Euro Facing Multiple Headwinds
Morning mid-market rates – The majors
October 31st: Highlights
- Italy, Germany, and Monetary Policy driving single currency lower
- Budget row over “little extras” rages on
- Dollar supported by “relative strength”
Euro facing very bumpy ride
Brexit has shown that the prime negotiation tactics of those at the top in Brussels consist of “our way or the highway” and hiding behind treaties that were signed at a different time and with different intentions.
Italy has become sufficiently radical under its nationalist government to threaten the very fabric of the growth and stability pact which binds the Eurozone together financially. Brussels really has no answer to any Italian refusal to amend its 2019 budget since Rome has chosen to ignore the three-week ultimatum it has received and will carry on with its implementation. If Brussels uses “Brexit” tactics and sticks to the rules, it can only exacerbate the situation.
In Germany, the announcement of the departure of Angela Merkel as Chairman of the CDU following December’s leadership election and her decision to stand down as Chancellor in 2021, will leave not only a vacuum in German politics but the EU will lose an almost irreplaceable advocate for change and progress.
The continued dovish outlook for any change to monetary policy from the ECB, which is fully justified by recent data releases, is a further headwind for the euro. The commencement of withdrawal of additional stimulus has had no beneficial effect on the currency and a tough period is now fairly certain.
Yesterday the single currency managed to stay above its year’s low, reaching 1.1338 and closing at 1.1344. With monetary policy in the U.S. set to be tightened again in December the widening interest rate differential will be a drag on the euro for some time to come.
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UK Budget criticised from several quarters
As ever in politics, it is the words rather than the deeds that are being argued over. The opposition’s criticism over the lack of funding for local government and the police have been overshadowed by an argument over the use of the term “little extras” when announcing the provision of extra funding to schools which may be used to fund additional equipment purchase as a one-off payment. The budget will be passed as the Government will lean upon the support of the DUP MP’s when it comes to a vote.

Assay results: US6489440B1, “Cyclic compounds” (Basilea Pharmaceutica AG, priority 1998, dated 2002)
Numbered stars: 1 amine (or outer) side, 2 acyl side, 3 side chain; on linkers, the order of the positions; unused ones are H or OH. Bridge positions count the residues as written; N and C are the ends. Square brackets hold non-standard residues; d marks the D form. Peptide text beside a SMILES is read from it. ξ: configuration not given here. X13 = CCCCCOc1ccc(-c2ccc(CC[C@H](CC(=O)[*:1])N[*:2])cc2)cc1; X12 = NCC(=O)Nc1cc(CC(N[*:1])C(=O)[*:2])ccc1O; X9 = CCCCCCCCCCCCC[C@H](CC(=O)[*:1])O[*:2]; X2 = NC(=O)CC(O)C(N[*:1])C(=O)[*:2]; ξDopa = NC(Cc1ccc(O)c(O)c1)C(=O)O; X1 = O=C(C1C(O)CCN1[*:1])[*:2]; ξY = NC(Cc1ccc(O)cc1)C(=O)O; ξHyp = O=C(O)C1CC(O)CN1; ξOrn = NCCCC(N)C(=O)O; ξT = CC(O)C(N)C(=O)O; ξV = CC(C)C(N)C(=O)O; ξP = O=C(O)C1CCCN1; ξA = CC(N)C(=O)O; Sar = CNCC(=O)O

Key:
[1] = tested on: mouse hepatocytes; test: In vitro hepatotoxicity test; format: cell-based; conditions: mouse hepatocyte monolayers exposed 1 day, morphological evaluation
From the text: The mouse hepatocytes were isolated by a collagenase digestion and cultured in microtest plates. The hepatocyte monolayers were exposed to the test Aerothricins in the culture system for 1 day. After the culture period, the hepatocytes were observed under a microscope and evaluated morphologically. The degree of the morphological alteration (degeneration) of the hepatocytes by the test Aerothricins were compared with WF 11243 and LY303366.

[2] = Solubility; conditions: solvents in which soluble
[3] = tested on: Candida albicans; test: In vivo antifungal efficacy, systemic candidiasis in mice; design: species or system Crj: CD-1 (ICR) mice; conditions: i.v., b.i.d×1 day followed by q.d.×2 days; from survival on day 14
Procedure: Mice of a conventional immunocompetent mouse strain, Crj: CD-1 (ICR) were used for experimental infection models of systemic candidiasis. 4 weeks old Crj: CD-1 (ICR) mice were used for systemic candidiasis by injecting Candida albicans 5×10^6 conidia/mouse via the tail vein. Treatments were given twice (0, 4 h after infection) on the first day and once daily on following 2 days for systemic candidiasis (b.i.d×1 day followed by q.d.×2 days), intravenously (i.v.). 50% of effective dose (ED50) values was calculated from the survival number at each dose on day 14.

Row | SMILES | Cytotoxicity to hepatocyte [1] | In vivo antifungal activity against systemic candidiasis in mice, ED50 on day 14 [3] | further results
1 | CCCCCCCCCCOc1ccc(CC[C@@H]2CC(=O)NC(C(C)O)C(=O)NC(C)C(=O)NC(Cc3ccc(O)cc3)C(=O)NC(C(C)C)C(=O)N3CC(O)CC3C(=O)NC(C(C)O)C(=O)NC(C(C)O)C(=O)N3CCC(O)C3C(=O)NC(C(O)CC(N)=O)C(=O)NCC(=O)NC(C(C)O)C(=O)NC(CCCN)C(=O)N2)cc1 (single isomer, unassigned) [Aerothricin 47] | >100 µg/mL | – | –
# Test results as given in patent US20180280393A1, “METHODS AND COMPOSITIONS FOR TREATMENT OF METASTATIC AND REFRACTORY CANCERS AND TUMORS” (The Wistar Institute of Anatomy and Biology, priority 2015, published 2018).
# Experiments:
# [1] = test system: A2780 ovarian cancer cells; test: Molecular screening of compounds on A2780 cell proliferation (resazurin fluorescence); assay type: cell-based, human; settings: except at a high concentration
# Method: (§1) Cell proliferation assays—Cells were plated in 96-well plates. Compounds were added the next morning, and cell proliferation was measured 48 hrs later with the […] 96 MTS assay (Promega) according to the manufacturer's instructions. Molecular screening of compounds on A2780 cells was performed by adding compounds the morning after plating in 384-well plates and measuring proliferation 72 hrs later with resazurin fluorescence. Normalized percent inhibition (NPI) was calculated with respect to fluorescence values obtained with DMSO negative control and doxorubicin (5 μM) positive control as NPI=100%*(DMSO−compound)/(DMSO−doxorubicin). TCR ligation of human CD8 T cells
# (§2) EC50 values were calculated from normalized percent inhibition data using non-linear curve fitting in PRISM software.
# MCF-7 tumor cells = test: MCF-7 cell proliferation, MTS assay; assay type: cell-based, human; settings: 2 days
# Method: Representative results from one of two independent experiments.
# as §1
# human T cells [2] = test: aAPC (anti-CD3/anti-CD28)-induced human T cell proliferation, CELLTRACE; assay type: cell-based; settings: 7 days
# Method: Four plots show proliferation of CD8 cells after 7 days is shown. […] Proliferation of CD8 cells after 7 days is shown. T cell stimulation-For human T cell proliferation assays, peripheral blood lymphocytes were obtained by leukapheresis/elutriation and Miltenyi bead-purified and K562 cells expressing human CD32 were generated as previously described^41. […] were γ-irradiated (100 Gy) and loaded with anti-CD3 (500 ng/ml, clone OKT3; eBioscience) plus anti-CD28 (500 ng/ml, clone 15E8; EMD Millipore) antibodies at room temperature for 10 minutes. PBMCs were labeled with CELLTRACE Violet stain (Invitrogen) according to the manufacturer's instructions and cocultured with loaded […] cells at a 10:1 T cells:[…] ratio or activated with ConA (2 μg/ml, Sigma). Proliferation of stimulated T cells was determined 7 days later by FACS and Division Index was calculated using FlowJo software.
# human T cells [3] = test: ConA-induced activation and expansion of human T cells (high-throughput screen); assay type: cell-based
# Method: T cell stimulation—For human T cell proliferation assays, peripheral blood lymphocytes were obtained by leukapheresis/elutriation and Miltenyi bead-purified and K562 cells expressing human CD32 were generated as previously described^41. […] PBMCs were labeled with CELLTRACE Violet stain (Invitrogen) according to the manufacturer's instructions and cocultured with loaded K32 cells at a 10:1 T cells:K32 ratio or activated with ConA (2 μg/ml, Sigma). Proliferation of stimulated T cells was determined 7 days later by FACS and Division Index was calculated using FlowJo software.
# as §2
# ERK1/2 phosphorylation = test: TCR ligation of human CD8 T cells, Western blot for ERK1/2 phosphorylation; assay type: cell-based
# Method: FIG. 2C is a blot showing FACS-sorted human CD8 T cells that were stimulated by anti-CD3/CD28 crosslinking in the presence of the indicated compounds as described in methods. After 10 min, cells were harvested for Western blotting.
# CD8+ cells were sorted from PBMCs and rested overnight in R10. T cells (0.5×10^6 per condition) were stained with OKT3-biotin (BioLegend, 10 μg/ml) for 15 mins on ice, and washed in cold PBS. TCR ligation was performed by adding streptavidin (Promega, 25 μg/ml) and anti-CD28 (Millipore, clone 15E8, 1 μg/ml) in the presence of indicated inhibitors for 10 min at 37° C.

The one major caveat that emerges from the budget is the assumption that there will be a satisfactory deal struck between London and Brussels that enables the proposals to be executed. That is far from certain in the current environment and the FX market continues to vote with its feet.
Sterling fell to 1.2695 yesterday versus the dollar and closed just ten points from the low. It remains under pressure, despite the current negatives, primarily, in a similar manner to the euro, due to the disparity between growth and monetary policy between the UK and U.S.
Dollar shrugs off elections as growth provides support
Fed Chairman Jerome Powell has made it clear that the FOMC is concentrating on economic activity as the driver of monetary policy and it is hard to imagine a scenario next week that will derail that course, despite the Democratic party becoming even more likely to win the House of Representatives, wresting control from the Republicans.
Assuming a Democrat victory in the House of Representatives, the Senate takes on greater significance with polls predicting less than a 30% chance of a Republican loss.
The dollar index briefly breached the 97.00 level yesterday, reaching a high of 97.02 before closing at 96.99. Overnight, it has remained close to that level and has made a new year’s high at 97.07
Market expectations for the employment report remain for there to have been 200k new jobs created this month together with a significant adjustment to September’s weather affected number of +137k. Wage inflation is expected to have breached 3% again and this should allow the dollar to continue to climb.
Have a great day!
About Alan Hill
Alan has been involved in the FX market for more than 25 years and brings a wealth of experience to his content. His knowledge has been gained while trading through some of the most volatile periods of recent history. His commentary relies on an understanding of past events and how they will affect future market performance.”